Albuquerque Domestic Violence Lawyers
Experienced Albuquerque Domestic Violence Attorneys Ready To Serve You
Domestic violence charges in New Mexico are taken very seriously by all parties involved. If your significant other calls the local authorities to report an incident of domestic violence, the authorities will almost surely question you and potentially take you into custody. However, domestic violence charges are difficult to prove and stick with, if there is no proof and no eyewitnesses. Significant others frequently call the police after a serious argument which does not lead to violence solely to upset their spouse. Contact our experienced Albuquerque domestic violence lawyer at the New Mexico Criminal Law Offices for a free legal consultation.
Domestic Violence Laws in New Mexico
The state of New Mexico defines “domestic violence” as any of the following involving one household member committing an action against the other:
- Physical injuries
- Severe emotional distress
- Bodily injury (battery) or assault
- Assault with the intent to commit a violent felony
- The threat of imminent body injury
- Criminal trespass
- Criminal damage to property
- Telephone harassment or harassment
- Repeatedly driving past place of work or residence
- Harm or threatened harm to children
New Mexico law defines “household member” as a spouse, family member, or a person with whom the alleged attacker has an ongoing personal relationship.
Domestic violence charges can carry very high punishment ranges, largely depending on any injuries sustained. A petty misdemeanor is the lowest tier of the charges and can result in up to six months in jail and a fine up to $500. A misdemeanor charge can carry up to a one-year jail sentence and a fine up to $1,000. A fourth-degree felony carries up to 18 months in prison and up to a $5,000 fine, while a third-degree felony carries up to 3 years in prison and up to a $5,000 fine. Furthermore, a judge can impose additional stipulations on punishment for domestic violence charges, such as required counseling or a heightened charge for repeated offenders. For example, if you have earlier convictions of misdemeanor aggravated assault against a household member, you may be charged with a fourth-degree felony.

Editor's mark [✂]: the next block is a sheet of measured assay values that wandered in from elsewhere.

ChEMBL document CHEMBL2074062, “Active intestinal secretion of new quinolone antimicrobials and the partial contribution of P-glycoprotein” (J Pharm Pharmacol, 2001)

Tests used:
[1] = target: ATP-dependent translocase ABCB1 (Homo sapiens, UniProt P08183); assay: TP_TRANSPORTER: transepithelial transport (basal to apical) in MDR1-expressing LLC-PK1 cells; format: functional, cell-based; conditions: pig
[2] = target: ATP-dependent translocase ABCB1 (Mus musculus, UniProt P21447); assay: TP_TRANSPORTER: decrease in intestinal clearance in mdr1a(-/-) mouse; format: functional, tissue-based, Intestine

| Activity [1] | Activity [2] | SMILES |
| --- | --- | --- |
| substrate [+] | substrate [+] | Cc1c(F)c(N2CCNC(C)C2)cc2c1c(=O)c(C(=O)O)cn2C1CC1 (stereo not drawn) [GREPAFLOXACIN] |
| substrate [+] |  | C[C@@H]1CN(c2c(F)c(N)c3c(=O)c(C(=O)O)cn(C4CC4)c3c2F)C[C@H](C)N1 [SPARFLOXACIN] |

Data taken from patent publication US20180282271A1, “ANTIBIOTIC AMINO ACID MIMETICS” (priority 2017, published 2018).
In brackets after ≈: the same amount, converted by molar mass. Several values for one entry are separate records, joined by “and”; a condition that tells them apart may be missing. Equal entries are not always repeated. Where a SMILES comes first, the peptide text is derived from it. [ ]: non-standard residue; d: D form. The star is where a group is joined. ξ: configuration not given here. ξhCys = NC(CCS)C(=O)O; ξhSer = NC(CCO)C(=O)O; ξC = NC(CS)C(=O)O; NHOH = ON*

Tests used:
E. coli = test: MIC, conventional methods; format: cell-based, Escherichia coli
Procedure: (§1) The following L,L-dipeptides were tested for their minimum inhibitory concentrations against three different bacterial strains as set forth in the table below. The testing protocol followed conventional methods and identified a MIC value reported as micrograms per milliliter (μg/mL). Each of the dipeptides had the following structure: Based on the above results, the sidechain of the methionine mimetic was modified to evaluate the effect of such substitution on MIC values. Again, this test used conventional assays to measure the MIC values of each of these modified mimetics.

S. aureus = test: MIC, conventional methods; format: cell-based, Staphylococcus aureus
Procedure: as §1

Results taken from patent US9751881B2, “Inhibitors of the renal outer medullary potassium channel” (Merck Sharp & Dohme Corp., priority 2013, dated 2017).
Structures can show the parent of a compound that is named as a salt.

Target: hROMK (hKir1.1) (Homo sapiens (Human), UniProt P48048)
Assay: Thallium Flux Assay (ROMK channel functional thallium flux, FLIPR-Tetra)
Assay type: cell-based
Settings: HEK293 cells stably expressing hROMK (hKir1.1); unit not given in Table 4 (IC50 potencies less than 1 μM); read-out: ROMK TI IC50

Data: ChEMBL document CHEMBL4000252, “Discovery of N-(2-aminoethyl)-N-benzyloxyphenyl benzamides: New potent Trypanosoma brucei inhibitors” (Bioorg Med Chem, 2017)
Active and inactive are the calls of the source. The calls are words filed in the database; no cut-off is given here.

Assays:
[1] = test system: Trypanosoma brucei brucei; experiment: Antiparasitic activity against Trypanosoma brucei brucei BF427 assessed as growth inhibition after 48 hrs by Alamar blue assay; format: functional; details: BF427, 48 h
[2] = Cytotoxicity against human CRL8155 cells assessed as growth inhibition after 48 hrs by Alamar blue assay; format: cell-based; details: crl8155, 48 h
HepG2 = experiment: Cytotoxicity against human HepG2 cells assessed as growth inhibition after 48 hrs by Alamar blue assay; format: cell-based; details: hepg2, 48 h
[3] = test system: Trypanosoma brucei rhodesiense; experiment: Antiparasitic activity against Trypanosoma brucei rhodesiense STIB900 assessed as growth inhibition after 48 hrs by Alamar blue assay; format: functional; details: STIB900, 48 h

Additionally, a household member alleging domestic violence may seek an emergency court-issued order of protection. In this case, the alleged abuser will not be present at the hearing and a law enforcement officer will tell the judge that the emergency order is needed. The order expires after 72 hours, but after this point, the court may additionally issue a “temporary order of protection” in which the alleged abuser will be present during the meeting. An order of protection may cause you to lose temporary custody of your child as well as the ability to go to your residence or speak to your significant other. It is therefore important to contact an experienced criminal legal team in Albuquerque as soon as you have received notice of a petition for an order of protection.
Additional Consequences of Domestic Violence Charges
There is an inherent injustice to law enforcement deciding which criminal charges you face because at the scene of a disturbance there is typically not much evidence available. More often than not, and especially in domestic violence cases, the police will simply take the word of the person who called 911. And if the police make an arrest and enter “domestic violence” on the arrest affidavit — it could mean serious collateral consequences to the person arrested. People may harshly judge you and your character because someone accused you of committing a domestic violence offense.
The situation only gets worse if you are convicted. If convicted of domestic violence charges, you could lose the right to:
- Own or possess a firearm;
- Live where you wish and with whom you wish because a judge issued a protective order;
- Keep your job;
- Get a student loan;
- Travel where you want to and when you want to; and
- Be a parent to your children if the judge takes away your parenting rights.
You may come face to face with these consequences if you get convicted of a domestic violence offense. That’s why it’s so important to obtain the advice of experienced New Mexico criminal charges defense lawyers right away. The right lawyer has handled these types of cases before. Therefore, they know how to give you the best possible shot at a favorable result that may avoid some or all of these consequences.
Defending Domestic Violence Charges
A domestic violence conviction can have severe repercussions on your family life, future career, and the ability to gain custody of any children. A domestic violence charge is often brought out of anger at a household member and it is important to speak with a New Mexico domestic violence attorney concerning the true facts of the case, as well as present any witnesses who were at the scene of the occurrence. A household member may drop charges against the alleged domestic violence attacker, but a prosecutor will more than likely attempt to pressure the household member to move forward with charges.